Lok Sabha polls: Experts attribute low turnout in Bengaluru to errors in voters’ list, lack of information on candidates and urban apathy

The three Lok Sabha constituencies in the city have clocked the lowest turnout among the seats in the State where elections were held on April 26, with Bengaluru South recording the lowest at 53.17%

May 03, 2024 09:25 pm | Updated May 04, 2024 10:02 am IST - Bengaluru

Voters in queue at a polling station in Nagadevnahalli in Bengaluru North Lok Sabha constituency, on April 26, 2024.

Voters in queue at a polling station in Nagadevnahalli in Bengaluru North Lok Sabha constituency, on April 26, 2024. | Photo Credit: K Bhagya Prakash

Apart from urban apathy and cynicism in the middle class, floating population, discrepancies in the electoral rolls, the cumbersome process of getting names deleted from the rolls and lack of information on the candidates are some of the reasons that experts pointed out for the low voter turnout in the April 26 Lok Sabha polls in Bengaluru Urban district. 

The three Lok Sabha constituencies in the city have clocked the lowest turnout among the seats in the State where elections were held on April 26, with Bengaluru South recording the lowest at 53.17%.

Participating in a panel discussion organised by Bangalore Political Action Committee (BPAC) on Friday, Sandeep Shastri, National Coordinator of Lokniti Network (that conducts Election Studies), said in urban areas, the voters’ list is inflated because of a floating population, duplication of names or because names of many who have either residing outside Bengaluru or abroad have not been deleted.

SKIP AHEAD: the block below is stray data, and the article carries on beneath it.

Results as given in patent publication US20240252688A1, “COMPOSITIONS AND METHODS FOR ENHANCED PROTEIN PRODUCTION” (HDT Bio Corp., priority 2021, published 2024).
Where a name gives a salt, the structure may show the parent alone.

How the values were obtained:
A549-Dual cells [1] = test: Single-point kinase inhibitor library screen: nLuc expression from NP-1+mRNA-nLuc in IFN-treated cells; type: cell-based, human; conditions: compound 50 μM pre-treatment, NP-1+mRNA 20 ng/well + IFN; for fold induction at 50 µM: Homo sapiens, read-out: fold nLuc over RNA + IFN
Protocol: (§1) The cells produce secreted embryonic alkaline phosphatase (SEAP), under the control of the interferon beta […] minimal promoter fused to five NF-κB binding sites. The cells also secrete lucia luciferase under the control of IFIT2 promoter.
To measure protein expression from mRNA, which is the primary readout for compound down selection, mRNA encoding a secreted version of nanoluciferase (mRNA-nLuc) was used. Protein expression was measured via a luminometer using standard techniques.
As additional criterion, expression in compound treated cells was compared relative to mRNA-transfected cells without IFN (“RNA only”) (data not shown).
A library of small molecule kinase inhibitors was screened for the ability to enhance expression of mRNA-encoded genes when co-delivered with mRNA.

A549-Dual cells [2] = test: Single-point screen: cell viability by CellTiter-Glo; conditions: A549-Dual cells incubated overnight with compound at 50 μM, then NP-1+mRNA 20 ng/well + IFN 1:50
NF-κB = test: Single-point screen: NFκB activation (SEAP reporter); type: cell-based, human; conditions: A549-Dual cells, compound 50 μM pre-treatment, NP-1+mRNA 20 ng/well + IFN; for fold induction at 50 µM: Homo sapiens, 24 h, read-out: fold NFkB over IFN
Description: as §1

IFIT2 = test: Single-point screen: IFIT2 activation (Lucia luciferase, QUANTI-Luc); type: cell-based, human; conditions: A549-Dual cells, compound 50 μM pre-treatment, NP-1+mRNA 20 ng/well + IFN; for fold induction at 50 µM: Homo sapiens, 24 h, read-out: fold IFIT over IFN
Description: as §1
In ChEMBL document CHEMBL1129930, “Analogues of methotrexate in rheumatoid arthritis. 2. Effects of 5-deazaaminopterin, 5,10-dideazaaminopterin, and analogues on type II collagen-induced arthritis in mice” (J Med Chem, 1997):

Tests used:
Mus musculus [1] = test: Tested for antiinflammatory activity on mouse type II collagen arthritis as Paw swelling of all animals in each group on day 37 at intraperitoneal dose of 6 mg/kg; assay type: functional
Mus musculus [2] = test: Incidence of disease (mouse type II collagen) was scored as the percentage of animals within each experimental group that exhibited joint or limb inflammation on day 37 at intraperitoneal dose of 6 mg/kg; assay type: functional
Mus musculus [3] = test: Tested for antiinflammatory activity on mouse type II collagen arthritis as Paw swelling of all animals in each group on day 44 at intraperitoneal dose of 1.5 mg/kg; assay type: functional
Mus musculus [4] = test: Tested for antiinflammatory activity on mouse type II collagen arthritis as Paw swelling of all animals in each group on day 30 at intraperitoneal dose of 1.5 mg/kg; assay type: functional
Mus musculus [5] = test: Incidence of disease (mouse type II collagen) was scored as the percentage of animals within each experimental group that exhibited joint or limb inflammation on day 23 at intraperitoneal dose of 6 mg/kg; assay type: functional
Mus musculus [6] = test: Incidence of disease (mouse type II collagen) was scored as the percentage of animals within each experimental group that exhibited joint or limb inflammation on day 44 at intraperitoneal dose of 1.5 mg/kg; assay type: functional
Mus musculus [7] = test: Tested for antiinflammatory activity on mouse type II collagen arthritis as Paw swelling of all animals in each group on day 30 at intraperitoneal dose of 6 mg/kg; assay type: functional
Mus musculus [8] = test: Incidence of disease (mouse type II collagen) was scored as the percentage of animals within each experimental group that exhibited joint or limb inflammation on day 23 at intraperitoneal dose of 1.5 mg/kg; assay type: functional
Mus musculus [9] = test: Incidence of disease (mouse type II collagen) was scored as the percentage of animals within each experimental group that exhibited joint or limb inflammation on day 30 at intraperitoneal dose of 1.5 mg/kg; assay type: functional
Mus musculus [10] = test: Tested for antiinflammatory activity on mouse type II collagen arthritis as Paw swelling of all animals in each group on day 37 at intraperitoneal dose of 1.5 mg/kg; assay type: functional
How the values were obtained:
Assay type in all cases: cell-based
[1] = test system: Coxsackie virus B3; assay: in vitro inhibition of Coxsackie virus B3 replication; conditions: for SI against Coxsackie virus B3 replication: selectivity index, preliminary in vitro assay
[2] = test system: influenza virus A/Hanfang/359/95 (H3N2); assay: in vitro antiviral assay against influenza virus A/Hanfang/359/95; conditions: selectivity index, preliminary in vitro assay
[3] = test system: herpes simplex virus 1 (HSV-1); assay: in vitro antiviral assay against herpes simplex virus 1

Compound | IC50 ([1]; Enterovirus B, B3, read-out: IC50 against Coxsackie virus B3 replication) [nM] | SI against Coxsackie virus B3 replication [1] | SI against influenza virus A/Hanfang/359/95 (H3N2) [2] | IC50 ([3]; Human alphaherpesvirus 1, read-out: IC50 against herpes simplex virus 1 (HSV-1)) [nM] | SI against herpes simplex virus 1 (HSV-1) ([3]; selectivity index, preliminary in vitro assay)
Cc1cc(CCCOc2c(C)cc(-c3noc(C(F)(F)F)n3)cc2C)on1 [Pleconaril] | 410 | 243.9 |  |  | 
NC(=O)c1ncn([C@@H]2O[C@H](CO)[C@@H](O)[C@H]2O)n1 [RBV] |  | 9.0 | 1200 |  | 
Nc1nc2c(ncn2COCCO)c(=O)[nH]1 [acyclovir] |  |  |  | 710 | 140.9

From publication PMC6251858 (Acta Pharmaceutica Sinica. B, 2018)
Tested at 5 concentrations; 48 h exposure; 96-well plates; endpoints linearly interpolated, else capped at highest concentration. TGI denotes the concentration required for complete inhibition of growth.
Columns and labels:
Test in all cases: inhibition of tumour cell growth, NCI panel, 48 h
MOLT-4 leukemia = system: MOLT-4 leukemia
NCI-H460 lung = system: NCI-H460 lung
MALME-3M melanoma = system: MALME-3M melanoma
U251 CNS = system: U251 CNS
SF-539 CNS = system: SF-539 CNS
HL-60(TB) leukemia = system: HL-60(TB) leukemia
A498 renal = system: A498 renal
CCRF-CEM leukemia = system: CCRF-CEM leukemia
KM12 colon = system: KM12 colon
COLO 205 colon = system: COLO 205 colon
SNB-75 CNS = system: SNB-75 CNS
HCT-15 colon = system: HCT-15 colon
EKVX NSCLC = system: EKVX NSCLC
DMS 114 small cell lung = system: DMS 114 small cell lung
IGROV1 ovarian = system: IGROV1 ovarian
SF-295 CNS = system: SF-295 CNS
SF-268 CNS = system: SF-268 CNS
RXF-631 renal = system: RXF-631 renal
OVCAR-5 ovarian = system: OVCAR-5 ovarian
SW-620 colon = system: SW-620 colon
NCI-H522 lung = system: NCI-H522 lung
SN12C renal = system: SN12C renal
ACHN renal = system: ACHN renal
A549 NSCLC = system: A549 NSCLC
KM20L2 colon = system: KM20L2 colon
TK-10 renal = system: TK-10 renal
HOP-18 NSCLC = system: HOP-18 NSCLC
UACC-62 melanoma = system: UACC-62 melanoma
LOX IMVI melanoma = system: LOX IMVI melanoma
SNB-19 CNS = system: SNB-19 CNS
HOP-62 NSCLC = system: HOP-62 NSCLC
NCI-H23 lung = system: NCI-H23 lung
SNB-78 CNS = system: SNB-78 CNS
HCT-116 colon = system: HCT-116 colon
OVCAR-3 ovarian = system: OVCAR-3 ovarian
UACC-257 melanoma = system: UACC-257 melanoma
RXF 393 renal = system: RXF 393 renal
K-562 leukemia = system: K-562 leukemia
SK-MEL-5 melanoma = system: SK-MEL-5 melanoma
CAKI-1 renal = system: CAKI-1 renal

“We did a study covering 40 households in a few Assembly constituencies, including Vijaynagar, Basavangudi and Bommanahalli and found that in many households more than half of those on rolls are either living abroad or outside Karnataka. We also found a significant chunk of people who have a vote in smaller townships outside Bengaluru as their social and economic interests are there,” he said.

“Do our rolls actually have names of those who are legitimate residents of Bengaluru? Technically, this could be the reason for the poor turnout as the list is inflated with names of those who are not residing here,” he explained.

Deletion is cumbersome

Vikram Rai, president of Bengaluru Apartment Federation (BAF), shared his analysis on baseline errors in the electoral rolls giving observations of a few apartment complexes where registered voters shift their residence within and out of the city. “Although many shift their houses, their names are not deleted from the old area whereas they are quickly added in the list with their new address. While the process of addition is simple, getting names deleted is a cumbersome exercise,” he said.

Sudheendra M.G., KPCC Spokesperson and Block Congress president, said there is a feeling among voters that their single vote is insignificant. “Also political parties are not making efforts to mobilise voters to come out and  vote on polling day as was done in the past,” he said.

Kaveri Kedarnath, former BJP mandal president in Malleshwaram said the personnel deputed for election enumeration duties are overburdened. “From last election to this election, over 30% would have shifted their houses, especially post-COVID. But, the staff do not visit every house to check. Hence, the rolls are full of discrepancies,” she said.

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